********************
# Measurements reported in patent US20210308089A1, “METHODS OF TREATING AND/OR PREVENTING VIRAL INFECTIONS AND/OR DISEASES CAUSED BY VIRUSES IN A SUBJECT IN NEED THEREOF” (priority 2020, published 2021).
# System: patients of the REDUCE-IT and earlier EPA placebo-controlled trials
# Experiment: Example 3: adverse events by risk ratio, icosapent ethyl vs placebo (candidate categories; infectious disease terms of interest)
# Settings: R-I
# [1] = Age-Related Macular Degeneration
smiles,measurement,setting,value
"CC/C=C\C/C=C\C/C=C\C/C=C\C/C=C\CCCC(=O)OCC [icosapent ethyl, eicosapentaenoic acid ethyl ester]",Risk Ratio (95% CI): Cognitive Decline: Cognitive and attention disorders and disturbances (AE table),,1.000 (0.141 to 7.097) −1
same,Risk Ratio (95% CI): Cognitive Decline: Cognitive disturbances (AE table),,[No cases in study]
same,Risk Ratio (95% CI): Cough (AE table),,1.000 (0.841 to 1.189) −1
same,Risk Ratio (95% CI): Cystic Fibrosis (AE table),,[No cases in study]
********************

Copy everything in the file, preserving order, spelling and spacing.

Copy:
# Measurements reported in patent US20210308089A1, “METHODS OF TREATING AND/OR PREVENTING VIRAL INFECTIONS AND/OR DISEASES CAUSED BY VIRUSES IN A SUBJECT IN NEED THEREOF” (priority 2020, published 2021).
# System: patients of the REDUCE-IT and earlier EPA placebo-controlled trials
# Experiment: Example 3: adverse events by risk ratio, icosapent ethyl vs placebo (candidate categories; infectious disease terms of interest)
# Settings: R-I
# [1] = Age-Related Macular Degeneration
smiles,measurement,setting,value
"CC/C=C\C/C=C\C/C=C\C/C=C\C/C=C\CCCC(=O)OCC [icosapent ethyl, eicosapentaenoic acid ethyl ester]",Risk Ratio (95% CI): Cognitive Decline: Cognitive and attention disorders and disturbances (AE table),,1.000 (0.141 to 7.097) −1
same,Risk Ratio (95% CI): Cognitive Decline: Cognitive disturbances (AE table),,[No cases in study]
same,Risk Ratio (95% CI): Cough (AE table),,1.000 (0.841 to 1.189) −1
same,Risk Ratio (95% CI): Cystic Fibrosis (AE table),,[No cases in study]